Block on Trump's Asylum Ban Upheld by Supreme Court
Every now and then, a legal drama has to take a break from the courtroom and show how often legal battles are fought behind the scenes, without a judge and jury around. And if there are backroom deals or any backs that need stabbed on this particular legal drama, you know Eli Gold is probably involved.
Both Alicia's new firm and her old one were trying to settle differences out-of-court this week, so here's what you need to know from last night's episode, entitled "Payback."
Alicia's steps out of seedy world of bond court and into the seedier world of for-profit colleges and predatory student loan practices. When their client has trouble settling her student loan debt, Alicia and Lucca threaten a lawsuit, but are forced into arbitration instead, per their client's agreement with Coliseum, a shady educational institution that gives its graduates little else than crippling debt.
Diane and Cary are also trying to settle a dispute out of court over at Lockhart, Agos & Lee, trying to mediate the dispute between Cary and Howard Lyman over the supposed "ageist" culture at the firm.
And, as always, Eli is living on a razor's edge in his duel with Ruth Eastman, and barely survived being fired by Alicia.
Alicia's student debt case escalates in part because her new firm is barely scraping by, and her daughter is pressuring her to "turn small cases into big ones." One way she and Lucca try to do this is via a contingency fee agreement with their student debt client. This means that the client pays little or nothing up front, and the attorneys are only paid a percentage from the eventual jury award or settlement. Considering Coliseum was preparing itself to be sold to a private equity firm and didn't need any bad publicity, the settlement could be pretty big.
This week's episode was pretty on point when it came to the law, but it turns out Howard's age discrimination battle may be largely fictitious. The old partner breaks down describing the harassment he gets from younger associates, but Cary and Diane may be on to his ruse after they subject the entire firm to sensitivity training.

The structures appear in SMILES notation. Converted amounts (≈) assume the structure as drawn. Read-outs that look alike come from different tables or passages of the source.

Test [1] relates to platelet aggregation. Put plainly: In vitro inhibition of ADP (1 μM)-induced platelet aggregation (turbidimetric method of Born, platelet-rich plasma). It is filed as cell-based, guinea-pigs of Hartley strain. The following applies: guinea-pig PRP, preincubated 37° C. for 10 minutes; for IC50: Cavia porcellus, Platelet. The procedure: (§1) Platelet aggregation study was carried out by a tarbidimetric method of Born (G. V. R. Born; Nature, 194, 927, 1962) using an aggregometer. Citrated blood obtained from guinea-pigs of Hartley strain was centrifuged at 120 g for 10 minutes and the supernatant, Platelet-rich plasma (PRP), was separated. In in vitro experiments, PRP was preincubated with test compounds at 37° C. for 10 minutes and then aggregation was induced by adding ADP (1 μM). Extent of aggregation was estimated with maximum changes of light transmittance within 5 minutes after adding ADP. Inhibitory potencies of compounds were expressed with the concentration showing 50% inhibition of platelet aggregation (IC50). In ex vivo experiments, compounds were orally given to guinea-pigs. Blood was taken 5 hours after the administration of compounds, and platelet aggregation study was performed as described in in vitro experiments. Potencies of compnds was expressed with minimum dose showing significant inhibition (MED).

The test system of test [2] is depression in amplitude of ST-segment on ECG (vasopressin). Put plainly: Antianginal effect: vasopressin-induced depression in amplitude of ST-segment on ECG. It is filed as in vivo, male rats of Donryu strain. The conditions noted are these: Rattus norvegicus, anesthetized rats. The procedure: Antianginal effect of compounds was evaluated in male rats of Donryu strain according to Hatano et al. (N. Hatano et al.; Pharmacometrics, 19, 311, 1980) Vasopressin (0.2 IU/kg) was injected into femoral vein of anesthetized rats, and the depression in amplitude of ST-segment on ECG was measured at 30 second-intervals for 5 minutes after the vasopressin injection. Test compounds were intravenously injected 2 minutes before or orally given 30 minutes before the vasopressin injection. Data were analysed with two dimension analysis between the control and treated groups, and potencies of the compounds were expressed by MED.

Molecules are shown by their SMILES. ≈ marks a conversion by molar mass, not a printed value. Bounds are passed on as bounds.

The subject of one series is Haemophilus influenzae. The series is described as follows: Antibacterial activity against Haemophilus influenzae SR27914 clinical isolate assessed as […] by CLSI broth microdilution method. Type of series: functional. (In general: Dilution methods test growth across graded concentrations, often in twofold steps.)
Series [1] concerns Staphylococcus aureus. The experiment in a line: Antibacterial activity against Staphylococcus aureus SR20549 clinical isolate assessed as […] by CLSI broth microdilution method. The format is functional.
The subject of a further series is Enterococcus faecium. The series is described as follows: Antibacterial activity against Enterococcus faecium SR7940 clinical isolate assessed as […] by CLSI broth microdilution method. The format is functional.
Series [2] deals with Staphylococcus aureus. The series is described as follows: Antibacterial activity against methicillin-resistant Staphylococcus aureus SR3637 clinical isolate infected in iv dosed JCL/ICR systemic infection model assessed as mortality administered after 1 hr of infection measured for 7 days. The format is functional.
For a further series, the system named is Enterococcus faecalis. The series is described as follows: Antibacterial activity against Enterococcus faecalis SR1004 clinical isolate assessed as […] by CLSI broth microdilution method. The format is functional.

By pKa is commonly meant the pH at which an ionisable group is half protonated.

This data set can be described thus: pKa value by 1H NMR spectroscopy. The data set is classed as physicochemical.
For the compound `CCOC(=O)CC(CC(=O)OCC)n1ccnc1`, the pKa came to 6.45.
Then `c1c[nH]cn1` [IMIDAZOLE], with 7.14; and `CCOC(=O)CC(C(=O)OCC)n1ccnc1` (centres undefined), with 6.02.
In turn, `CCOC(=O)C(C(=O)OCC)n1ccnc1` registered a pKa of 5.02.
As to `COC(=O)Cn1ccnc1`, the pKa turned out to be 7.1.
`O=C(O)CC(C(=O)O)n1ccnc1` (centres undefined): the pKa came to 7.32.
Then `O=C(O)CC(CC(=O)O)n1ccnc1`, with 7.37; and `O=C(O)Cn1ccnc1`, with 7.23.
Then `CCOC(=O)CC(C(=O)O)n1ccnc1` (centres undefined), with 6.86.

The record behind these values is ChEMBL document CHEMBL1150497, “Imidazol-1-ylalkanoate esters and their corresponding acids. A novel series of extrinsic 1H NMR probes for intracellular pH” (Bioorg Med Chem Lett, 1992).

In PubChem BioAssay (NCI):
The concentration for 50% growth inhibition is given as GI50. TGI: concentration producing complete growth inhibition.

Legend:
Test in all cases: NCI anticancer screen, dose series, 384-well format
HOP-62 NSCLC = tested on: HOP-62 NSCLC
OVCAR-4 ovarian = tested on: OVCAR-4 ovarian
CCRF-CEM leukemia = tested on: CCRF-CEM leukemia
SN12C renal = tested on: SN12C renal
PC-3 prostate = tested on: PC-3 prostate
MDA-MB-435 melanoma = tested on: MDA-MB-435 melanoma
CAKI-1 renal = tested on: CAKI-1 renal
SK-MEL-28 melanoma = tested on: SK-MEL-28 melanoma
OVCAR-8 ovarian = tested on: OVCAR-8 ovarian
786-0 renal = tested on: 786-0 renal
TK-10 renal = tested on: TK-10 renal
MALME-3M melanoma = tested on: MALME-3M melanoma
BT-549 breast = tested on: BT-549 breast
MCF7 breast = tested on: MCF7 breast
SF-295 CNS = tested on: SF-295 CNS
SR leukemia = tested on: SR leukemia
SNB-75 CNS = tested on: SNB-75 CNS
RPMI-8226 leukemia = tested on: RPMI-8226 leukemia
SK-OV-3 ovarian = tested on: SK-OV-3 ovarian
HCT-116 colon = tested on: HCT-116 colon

Tortious Interference with Contractual Relations: As things escalate with Coliseum, Alicia and Lucca give quite a few of the graduates the idea for a debt strike to put pressure on the school to settle. Coliseum fires back with a tortious interference lawsuit, which is a claim that a third party improperly interfered with a business transaction. In this case, encouraging former students to breach their contract to repay their student loans probably constituted tortious interference.
This week's episode did a great job of highlighting forms of alternative dispute resolution. The vast majority of legal disputes never see the inside of a courtroom. While some cases, like Alicia's, have no choice due to binding mandatory arbitration agreements, Cary and Diane wisely avoided more costly litigation with Howard. (And we don't really want to know about investigator Jason Crouse's "alternative resolution" with the student debt scammer in order to get the client's $8,000 back, as it may have come on the wrong end of a tire iron.)
Did Alicia and Jason finally hookup? The suspense is killing us. Her tantalizing, "What do you drink" has us thirsty for next week's episode.
What did you think of this week's episode of "The Good Wife"? Is the show guilty of making any legal mistakes? Check back here for more legal recaps of "The Good Wife," and send us a tweet at @FindLawConsumer with the hashtag #TheGoodWife.
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